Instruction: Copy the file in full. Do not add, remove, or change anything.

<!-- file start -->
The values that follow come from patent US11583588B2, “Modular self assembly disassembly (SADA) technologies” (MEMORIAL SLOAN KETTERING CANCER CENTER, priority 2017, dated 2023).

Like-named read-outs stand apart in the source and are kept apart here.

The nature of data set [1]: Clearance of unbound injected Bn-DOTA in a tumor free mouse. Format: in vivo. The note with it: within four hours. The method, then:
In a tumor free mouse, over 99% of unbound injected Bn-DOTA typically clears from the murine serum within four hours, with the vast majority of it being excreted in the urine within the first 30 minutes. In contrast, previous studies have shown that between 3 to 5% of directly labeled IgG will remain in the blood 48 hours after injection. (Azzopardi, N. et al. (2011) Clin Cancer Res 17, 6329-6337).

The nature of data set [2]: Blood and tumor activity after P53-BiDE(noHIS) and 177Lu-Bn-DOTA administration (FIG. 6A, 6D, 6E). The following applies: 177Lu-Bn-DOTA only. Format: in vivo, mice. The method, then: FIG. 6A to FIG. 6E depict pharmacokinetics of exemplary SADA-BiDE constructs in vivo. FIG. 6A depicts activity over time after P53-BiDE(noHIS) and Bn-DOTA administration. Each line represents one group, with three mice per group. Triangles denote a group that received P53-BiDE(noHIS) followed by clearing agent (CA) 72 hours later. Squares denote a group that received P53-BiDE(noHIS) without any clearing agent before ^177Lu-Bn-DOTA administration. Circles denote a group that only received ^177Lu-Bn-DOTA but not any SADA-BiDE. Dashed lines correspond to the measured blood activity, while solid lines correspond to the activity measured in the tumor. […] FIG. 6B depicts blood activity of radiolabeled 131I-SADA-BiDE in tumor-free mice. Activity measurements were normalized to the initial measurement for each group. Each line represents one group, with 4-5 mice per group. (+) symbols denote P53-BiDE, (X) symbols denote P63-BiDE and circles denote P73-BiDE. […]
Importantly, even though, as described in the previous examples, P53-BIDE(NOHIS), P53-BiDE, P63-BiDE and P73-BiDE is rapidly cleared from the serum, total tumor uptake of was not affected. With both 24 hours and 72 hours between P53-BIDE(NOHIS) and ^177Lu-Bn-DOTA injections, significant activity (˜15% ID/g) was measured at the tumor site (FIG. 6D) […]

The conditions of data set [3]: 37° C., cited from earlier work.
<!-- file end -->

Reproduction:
The values that follow come from patent US11583588B2, “Modular self assembly disassembly (SADA) technologies” (MEMORIAL SLOAN KETTERING CANCER CENTER, priority 2017, dated 2023).

Like-named read-outs stand apart in the source and are kept apart here.

The nature of data set [1]: Clearance of unbound injected Bn-DOTA in a tumor free mouse. Format: in vivo. The note with it: within four hours. The method, then:
In a tumor free mouse, over 99% of unbound injected Bn-DOTA typically clears from the murine serum within four hours, with the vast majority of it being excreted in the urine within the first 30 minutes. In contrast, previous studies have shown that between 3 to 5% of directly labeled IgG will remain in the blood 48 hours after injection. (Azzopardi, N. et al. (2011) Clin Cancer Res 17, 6329-6337).

The nature of data set [2]: Blood and tumor activity after P53-BiDE(noHIS) and 177Lu-Bn-DOTA administration (FIG. 6A, 6D, 6E). The following applies: 177Lu-Bn-DOTA only. Format: in vivo, mice. The method, then: FIG. 6A to FIG. 6E depict pharmacokinetics of exemplary SADA-BiDE constructs in vivo. FIG. 6A depicts activity over time after P53-BiDE(noHIS) and Bn-DOTA administration. Each line represents one group, with three mice per group. Triangles denote a group that received P53-BiDE(noHIS) followed by clearing agent (CA) 72 hours later. Squares denote a group that received P53-BiDE(noHIS) without any clearing agent before ^177Lu-Bn-DOTA administration. Circles denote a group that only received ^177Lu-Bn-DOTA but not any SADA-BiDE. Dashed lines correspond to the measured blood activity, while solid lines correspond to the activity measured in the tumor. […] FIG. 6B depicts blood activity of radiolabeled 131I-SADA-BiDE in tumor-free mice. Activity measurements were normalized to the initial measurement for each group. Each line represents one group, with 4-5 mice per group. (+) symbols denote P53-BiDE, (X) symbols denote P63-BiDE and circles denote P73-BiDE. […]
Importantly, even though, as described in the previous examples, P53-BIDE(NOHIS), P53-BiDE, P63-BiDE and P73-BiDE is rapidly cleared from the serum, total tumor uptake of was not affected. With both 24 hours and 72 hours between P53-BIDE(NOHIS) and ^177Lu-Bn-DOTA injections, significant activity (˜15% ID/g) was measured at the tumor site (FIG. 6D) […]

The conditions of data set [3]: 37° C., cited from earlier work.